The founding fathers new first hand the evils of theocracy and what the (catholic) church had become where it held exclusive sway over countries. That did not set them to outlaw the catholic church in the land, just to set up a country where NO church held exclusive sway or even any preferential treatment.
The pilgrims on the other hand felt no such compunction.
Do you have any idea how many "heretics" were executed by christians
Yes. And I know how many Christians were executed by Christians just for not being 'heretics'.
So that this wouldn't happen here.
I do not know O'Riley personally. For all I know there could be a war on Christmas. I don't care how it started,
You don't seem to care about much.
Bill O'Riley brings it up every year, it's part of his hate america show. He's the one who started using this phrase to divide americans.
See http://thinkprogress.org/2006/11/28/oreilly-crate-barrel/
Classic right wing nut job rant devoid of reason.
No, no, no. This is not going to become a one-size fits all argument. I said 'Who cares what day Christmas is celebrated on'?
So you don't feel past injustices should be rectified, therefore you don't think womens wages should be the same as mens because that is the traditional result.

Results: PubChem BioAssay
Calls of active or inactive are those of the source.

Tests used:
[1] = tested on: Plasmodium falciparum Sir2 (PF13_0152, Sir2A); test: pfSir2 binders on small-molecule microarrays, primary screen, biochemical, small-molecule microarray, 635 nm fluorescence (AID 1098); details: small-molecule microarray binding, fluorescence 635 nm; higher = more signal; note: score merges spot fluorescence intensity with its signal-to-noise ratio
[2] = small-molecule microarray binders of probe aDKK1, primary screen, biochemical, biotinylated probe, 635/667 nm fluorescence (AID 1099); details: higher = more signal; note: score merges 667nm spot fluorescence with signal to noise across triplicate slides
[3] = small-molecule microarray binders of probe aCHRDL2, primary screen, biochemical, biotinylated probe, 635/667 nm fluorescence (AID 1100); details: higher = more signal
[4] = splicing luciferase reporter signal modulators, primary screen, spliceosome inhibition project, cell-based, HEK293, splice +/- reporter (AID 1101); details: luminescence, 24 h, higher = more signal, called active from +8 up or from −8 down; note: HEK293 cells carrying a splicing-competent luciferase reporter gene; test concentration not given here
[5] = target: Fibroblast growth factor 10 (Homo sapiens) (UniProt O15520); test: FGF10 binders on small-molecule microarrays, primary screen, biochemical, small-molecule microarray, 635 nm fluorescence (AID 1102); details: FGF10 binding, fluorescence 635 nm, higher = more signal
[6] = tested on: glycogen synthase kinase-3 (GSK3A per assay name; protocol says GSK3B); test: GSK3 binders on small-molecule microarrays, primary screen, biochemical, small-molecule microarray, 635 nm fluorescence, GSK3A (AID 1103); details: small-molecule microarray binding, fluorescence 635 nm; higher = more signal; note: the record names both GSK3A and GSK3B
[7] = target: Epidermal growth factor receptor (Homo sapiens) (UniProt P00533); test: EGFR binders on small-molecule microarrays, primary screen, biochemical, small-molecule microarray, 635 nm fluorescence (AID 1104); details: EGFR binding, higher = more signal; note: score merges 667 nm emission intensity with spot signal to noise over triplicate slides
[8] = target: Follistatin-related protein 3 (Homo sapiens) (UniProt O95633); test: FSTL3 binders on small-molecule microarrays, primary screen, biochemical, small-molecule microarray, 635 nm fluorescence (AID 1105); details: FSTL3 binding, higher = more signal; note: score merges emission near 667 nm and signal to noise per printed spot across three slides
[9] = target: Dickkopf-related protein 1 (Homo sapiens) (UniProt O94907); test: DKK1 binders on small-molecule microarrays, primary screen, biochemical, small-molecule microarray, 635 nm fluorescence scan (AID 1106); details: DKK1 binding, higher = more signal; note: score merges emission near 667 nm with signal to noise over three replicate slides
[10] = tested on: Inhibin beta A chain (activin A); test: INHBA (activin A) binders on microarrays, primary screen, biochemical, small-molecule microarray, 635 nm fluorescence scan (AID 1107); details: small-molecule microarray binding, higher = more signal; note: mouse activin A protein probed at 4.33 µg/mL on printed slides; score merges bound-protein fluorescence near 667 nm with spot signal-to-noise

It follows from your position logically.
I don't care how it started, but if someone doesn't want it here now, they are the perpetrators of THIS day and age.
This also means that anyone that wants to rectify wages is a perpetrator of the war on men's wages.
Or do you just not care when you are a beneficiary?
Enjoy.

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This message is a reply to:
 Message 89 by anastasia, posted 12-31-2006 11:28 PM anastasia has replied

Replies to this message:
 Message 91 by anastasia, posted 01-01-2007 10:19 AM RAZD has replied

  
RAZD
Member (Idle past 1463 days)
Posts: 20714
From: the other end of the sidewalk
Joined: 03-14-2004


Message 92 of 245 (373392)
01-01-2007 12:06 PM
Reply to: Message 91 by anastasia
01-01-2007 10:19 AM


Re: patriotism to which values?
Last I checked both deists and theists believe in God. A theist believes God interacts, a deist doesn't, but technically they are the same word.
No they are NOT. From The American Heritage® Dictionary of the English Language, Fourth Edition, Published by Houghton Mifflin Company. All rights reserved., © 2000 by Houghton Mifflin Company.